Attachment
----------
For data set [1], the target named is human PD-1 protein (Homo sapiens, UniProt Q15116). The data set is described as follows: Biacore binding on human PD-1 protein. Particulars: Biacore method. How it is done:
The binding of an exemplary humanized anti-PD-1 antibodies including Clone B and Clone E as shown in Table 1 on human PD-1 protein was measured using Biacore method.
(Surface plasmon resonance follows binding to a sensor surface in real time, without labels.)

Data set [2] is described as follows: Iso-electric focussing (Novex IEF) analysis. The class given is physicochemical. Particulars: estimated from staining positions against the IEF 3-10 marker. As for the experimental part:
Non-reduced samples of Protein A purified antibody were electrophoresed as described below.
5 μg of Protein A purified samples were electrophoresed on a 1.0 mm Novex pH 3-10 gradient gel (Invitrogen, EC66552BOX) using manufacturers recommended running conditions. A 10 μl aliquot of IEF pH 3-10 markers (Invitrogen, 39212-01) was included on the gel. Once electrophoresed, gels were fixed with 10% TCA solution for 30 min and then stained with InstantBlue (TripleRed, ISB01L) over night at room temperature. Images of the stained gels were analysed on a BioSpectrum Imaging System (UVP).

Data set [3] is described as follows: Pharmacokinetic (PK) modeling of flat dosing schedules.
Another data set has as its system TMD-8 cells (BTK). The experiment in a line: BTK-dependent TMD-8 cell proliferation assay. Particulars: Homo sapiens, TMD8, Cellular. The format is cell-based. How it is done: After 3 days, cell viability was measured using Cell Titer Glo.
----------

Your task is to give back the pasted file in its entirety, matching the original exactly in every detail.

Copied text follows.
For data set [1], the target named is human PD-1 protein (Homo sapiens, UniProt Q15116). The data set is described as follows: Biacore binding on human PD-1 protein. Particulars: Biacore method. How it is done:
The binding of an exemplary humanized anti-PD-1 antibodies including Clone B and Clone E as shown in Table 1 on human PD-1 protein was measured using Biacore method.
(Surface plasmon resonance follows binding to a sensor surface in real time, without labels.)

Data set [2] is described as follows: Iso-electric focussing (Novex IEF) analysis. The class given is physicochemical. Particulars: estimated from staining positions against the IEF 3-10 marker. As for the experimental part:
Non-reduced samples of Protein A purified antibody were electrophoresed as described below.
5 μg of Protein A purified samples were electrophoresed on a 1.0 mm Novex pH 3-10 gradient gel (Invitrogen, EC66552BOX) using manufacturers recommended running conditions. A 10 μl aliquot of IEF pH 3-10 markers (Invitrogen, 39212-01) was included on the gel. Once electrophoresed, gels were fixed with 10% TCA solution for 30 min and then stained with InstantBlue (TripleRed, ISB01L) over night at room temperature. Images of the stained gels were analysed on a BioSpectrum Imaging System (UVP).

Data set [3] is described as follows: Pharmacokinetic (PK) modeling of flat dosing schedules.
Another data set has as its system TMD-8 cells (BTK). The experiment in a line: BTK-dependent TMD-8 cell proliferation assay. Particulars: Homo sapiens, TMD8, Cellular. The format is cell-based. How it is done: After 3 days, cell viability was measured using Cell Titer Glo.